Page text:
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Sleep Apnea: What It Is and What to Do

Apnea del Sueño: Qué es y Qué Hacer para Superarla

There’s a good reason we spend one third of our lives sleeping. Consistent, healthy sleep is a major contributor to good health because it repairs and regulates every system in the body.

Let’s talk about Obstructive Sleep Apnea (OSA), which is a serious but very treatable sleep disorder.

What is Obstructive Sleep Apnea (OSA)?

Normally, air flows in and out of your lungs and airways without stopping. OSA is a condition where your upper airway gets partially or completely blocked. Your diaphragm and chest muscles then have to work much harder to open the airway and inhale, and you actually stop breathing for about 10 seconds. Your brain wakes up the body to jumpstart its breathing.

These sleep interruptions are known as apnea or apneic episodes. Some people experience up to 400 episodes every night!

A doctor diagnoses you with sleep apnea after hearing your sleep history, examining your body, and conducting sleep and oxygen studies.

What are the symptoms of OSA?

Snoring is a telltale sign of OSA. Other symptoms include headaches and drowsiness during the day, irritability, poor job performance, and loss of interest in sex.

But suffering sleep apnea is more serious than daytime discomfort. Apneas deprive your brain—and the rest of your body—of needed oxygen. OSA contributes to serious health conditions such as heart disease, diabetes, high blood pressure, and even stroke.

Who is at risk for OSA?

OSA is most common in older adults or those experiencing obesity. Sleeping on the back is another contributing factor. Here are some specifics about those who are at risk for developing sleep apnea:

  • Children who have large tonsils or adenoids

  • Men with a collar size of 17 or larger, and women a collar size of 16 or larger

  • People with a large tongue or lax airway

  • People whose lower jaw is larger than their upper jaw (called retrognathia)

What are some natural treatment ideas?

Don’t stress

Evenings can be stressful for people with OSA because as bedtime approaches, they worry about getting good sleep. It’s important to manage your anxiety and set yourself up for a restful night. Try taking an ashwagandha supplement, which has been shown to reduce stress and cortisol levels.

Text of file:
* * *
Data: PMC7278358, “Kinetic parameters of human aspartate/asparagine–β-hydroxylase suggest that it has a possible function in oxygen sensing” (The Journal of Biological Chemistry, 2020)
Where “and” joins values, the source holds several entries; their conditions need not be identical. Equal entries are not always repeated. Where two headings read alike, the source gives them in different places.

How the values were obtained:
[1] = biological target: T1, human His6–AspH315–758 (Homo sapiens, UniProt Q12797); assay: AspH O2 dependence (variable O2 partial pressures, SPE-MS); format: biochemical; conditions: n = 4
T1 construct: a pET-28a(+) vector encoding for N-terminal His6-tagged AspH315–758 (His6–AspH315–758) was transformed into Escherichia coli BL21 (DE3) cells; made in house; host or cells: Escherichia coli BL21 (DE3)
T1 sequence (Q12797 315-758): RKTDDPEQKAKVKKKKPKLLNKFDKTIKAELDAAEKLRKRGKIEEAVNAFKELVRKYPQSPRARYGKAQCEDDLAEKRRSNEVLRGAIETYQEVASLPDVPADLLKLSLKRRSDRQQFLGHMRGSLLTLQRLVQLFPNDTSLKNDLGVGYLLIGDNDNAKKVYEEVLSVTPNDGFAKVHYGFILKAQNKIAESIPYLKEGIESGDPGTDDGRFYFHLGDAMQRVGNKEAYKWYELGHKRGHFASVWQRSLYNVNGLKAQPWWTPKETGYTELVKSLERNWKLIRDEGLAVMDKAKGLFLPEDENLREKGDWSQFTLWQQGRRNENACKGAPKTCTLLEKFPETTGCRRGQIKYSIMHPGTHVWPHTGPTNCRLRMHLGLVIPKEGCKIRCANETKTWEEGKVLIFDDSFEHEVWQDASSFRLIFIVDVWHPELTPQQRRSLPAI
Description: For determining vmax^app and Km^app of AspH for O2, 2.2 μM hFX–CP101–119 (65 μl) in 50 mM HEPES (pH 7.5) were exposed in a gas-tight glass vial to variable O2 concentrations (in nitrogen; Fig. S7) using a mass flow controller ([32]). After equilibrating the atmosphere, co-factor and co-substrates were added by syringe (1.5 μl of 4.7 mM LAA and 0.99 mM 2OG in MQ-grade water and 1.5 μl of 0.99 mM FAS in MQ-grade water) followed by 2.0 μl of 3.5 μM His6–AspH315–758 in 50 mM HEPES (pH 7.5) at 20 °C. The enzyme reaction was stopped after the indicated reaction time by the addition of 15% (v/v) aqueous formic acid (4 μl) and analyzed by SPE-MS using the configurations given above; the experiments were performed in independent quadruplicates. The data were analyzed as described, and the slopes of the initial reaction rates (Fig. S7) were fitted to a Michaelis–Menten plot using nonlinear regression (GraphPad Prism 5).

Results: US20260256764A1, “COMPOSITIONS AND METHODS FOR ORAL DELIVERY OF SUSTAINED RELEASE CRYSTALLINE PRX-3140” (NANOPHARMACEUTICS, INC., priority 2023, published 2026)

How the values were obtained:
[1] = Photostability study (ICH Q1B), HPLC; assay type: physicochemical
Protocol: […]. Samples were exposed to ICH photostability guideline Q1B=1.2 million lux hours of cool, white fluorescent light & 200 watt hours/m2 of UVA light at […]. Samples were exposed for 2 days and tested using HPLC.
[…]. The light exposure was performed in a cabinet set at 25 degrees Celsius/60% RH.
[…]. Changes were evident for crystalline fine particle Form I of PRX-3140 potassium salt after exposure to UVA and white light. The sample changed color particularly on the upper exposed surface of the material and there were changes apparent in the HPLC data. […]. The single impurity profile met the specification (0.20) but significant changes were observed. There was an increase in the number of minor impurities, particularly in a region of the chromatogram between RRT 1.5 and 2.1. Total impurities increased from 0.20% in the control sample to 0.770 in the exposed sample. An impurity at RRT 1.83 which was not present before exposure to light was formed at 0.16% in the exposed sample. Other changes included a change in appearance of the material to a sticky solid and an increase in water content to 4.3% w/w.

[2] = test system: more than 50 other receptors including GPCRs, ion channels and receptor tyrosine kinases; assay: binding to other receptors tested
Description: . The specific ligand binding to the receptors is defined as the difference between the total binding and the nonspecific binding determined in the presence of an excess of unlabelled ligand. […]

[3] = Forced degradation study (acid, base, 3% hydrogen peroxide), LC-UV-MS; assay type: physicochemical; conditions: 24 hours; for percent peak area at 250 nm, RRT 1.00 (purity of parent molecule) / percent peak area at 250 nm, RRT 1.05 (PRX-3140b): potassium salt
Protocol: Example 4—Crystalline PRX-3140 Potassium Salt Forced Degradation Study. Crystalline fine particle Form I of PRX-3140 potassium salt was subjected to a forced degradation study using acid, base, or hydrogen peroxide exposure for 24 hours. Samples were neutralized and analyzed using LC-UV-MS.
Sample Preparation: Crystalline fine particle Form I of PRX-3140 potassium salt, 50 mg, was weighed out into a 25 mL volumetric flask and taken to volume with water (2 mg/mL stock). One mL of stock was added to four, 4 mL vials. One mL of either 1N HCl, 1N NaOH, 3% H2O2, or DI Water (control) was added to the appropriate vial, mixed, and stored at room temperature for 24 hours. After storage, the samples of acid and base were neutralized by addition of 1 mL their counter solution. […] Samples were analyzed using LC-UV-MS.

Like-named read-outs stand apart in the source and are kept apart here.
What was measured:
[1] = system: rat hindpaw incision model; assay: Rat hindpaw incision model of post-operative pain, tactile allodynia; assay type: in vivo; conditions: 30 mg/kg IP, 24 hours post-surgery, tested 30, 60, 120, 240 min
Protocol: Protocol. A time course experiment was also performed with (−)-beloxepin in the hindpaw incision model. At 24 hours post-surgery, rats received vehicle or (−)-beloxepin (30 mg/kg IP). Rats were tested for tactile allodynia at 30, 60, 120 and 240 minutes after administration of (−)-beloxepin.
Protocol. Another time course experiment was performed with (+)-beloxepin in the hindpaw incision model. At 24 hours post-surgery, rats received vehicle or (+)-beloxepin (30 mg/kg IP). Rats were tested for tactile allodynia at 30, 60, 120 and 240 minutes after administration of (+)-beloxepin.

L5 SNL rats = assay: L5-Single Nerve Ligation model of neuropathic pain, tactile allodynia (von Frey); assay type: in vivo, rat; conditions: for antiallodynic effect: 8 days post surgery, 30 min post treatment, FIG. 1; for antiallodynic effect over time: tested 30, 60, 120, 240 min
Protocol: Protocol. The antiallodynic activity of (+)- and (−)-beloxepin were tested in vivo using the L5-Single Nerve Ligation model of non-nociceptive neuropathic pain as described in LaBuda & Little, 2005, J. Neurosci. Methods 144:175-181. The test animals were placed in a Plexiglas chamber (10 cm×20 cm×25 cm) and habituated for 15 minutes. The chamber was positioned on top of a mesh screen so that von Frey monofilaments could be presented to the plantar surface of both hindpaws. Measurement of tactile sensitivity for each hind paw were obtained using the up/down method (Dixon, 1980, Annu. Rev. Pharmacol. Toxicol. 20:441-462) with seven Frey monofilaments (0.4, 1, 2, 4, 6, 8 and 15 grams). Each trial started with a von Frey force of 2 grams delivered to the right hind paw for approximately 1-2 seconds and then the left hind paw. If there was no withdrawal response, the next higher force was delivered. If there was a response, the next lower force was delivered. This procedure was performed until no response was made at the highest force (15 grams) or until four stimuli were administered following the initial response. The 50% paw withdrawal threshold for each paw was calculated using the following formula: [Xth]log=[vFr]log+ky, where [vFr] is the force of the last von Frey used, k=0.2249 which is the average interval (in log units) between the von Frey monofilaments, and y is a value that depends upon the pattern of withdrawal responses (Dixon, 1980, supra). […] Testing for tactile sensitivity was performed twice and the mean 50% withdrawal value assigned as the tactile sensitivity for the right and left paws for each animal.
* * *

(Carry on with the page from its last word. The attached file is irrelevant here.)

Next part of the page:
Try to relax

Some people love drinking passionflower tea in the evening because it helps them relax and have a better mood before getting into bed. In addition, about 30 to 60 minutes before you want to sleep, take a melatonin supplement. Melatonin is a chemical your body produces naturally to aid in falling and staying asleep. A supplement can give you the extra boost you need to drift comfortably off to dreamland.

Switch it up

If you sleep on your back, switch to sleeping on your side. This position will help prevent the tongue and other soft tissues in your upper airway from blocking your air passage. Put a pillow behind you to keep from rolling onto your back in the night.

Stay away from alcohol and smoking

To avoid OSA, avoid smoking and drinking alcohol. Smoking contributes to inflammation in the airways, and alcohol relaxes the throat muscles that control your breathing. Both worsen the symptoms of OSA.

Every pound counts

Try to lose some weight. Studies have shown that weight loss can significantly improve the symptoms of OSA. In one study of men experiencing obesity, those that lost an average of 40 pounds saw a 40% reduction in apneic episodes.

Give yourself the gift of good sleep. Lifestyle changes, supplements, and treatments your doctor suggests are a surefire combination to take control of OSA and get the sleep you need.

Let’s get better sleep together,

Your friends at Santo Remedio

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